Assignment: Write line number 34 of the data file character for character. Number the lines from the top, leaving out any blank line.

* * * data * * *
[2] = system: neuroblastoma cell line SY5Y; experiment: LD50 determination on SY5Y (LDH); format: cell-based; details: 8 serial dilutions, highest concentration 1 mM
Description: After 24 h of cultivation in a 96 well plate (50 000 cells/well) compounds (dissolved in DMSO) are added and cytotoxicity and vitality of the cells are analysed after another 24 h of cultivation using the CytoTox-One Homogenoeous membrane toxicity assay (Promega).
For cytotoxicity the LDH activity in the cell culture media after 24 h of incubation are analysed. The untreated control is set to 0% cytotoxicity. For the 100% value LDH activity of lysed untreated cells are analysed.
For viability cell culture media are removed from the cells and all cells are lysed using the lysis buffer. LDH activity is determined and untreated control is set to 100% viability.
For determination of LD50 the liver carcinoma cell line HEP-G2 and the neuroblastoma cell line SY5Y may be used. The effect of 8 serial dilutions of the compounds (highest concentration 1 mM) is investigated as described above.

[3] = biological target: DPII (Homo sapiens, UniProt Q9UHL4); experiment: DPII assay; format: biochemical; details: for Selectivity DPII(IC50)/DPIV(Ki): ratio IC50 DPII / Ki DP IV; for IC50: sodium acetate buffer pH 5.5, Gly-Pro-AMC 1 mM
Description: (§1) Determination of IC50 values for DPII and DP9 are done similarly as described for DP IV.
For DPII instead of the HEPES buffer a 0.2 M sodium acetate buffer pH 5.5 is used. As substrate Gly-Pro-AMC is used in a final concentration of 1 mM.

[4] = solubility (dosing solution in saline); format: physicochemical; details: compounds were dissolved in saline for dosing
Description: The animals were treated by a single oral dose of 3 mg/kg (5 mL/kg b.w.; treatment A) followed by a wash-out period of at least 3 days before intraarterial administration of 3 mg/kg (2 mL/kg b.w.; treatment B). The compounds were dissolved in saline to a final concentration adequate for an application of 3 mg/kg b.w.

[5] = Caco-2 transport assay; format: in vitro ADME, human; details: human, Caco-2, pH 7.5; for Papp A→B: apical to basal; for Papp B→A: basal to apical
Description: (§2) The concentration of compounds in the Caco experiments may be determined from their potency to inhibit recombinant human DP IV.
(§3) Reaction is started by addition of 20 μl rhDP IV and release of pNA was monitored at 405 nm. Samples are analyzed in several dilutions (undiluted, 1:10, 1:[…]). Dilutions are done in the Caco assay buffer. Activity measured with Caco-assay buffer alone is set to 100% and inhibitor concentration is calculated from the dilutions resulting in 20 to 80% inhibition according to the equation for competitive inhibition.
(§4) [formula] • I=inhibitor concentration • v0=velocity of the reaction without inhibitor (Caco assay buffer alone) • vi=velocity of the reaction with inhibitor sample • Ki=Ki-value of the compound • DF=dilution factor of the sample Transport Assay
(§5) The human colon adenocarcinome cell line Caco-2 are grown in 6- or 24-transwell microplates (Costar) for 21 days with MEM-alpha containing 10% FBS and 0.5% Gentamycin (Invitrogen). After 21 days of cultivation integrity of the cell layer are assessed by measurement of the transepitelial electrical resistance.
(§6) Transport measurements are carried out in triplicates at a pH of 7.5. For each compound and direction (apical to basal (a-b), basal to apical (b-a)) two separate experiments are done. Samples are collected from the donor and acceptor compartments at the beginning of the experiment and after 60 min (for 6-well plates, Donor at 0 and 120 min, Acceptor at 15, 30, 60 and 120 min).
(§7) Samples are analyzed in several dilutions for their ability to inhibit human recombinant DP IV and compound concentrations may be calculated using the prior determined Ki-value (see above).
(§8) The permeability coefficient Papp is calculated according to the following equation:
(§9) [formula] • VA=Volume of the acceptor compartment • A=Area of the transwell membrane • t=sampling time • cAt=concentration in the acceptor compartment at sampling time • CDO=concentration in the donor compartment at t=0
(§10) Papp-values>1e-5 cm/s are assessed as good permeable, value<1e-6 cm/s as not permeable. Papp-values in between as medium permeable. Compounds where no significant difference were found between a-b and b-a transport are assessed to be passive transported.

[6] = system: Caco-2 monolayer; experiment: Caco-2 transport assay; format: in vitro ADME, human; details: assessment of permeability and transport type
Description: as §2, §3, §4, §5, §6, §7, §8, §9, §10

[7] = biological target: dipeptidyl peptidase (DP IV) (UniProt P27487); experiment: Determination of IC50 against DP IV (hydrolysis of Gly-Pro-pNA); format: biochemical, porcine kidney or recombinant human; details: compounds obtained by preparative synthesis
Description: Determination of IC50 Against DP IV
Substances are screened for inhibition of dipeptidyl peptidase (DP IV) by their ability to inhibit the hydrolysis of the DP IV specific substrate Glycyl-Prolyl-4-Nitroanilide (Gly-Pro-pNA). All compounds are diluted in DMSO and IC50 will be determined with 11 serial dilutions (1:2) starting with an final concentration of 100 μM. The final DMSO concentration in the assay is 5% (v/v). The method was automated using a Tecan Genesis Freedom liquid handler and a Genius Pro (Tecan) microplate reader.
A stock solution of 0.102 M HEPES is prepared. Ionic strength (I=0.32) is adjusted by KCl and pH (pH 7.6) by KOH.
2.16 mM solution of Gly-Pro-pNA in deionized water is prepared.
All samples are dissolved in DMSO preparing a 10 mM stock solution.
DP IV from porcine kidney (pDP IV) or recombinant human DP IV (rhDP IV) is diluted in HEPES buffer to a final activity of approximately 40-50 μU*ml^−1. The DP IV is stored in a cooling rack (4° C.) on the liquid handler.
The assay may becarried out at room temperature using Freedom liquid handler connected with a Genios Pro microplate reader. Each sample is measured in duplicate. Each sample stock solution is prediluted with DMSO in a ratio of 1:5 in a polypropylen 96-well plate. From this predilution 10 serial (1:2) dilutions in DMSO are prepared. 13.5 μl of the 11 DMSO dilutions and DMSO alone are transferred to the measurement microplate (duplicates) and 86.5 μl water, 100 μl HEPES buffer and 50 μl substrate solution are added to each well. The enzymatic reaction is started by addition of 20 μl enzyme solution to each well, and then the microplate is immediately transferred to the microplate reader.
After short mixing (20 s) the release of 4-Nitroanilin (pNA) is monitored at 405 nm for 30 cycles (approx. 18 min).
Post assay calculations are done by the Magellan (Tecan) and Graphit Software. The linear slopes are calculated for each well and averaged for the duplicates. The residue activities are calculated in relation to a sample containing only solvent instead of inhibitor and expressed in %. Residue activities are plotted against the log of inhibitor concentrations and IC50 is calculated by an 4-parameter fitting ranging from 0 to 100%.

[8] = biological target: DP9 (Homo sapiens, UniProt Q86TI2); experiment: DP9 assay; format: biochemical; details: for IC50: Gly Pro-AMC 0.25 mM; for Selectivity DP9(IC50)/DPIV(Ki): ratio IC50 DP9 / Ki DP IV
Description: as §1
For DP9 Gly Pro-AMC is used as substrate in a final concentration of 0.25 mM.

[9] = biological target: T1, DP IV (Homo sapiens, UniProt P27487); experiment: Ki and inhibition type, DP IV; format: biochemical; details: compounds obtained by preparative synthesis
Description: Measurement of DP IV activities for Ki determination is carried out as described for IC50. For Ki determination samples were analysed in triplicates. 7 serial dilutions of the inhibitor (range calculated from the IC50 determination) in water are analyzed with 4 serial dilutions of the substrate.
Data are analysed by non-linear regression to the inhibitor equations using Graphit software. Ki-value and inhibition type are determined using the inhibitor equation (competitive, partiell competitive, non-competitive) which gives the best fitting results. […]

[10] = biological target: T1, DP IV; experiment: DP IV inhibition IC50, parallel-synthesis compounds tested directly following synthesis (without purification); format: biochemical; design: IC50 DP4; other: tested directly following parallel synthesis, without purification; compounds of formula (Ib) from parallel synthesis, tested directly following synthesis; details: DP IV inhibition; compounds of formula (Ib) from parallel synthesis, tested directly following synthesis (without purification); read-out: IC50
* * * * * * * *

Description: as §1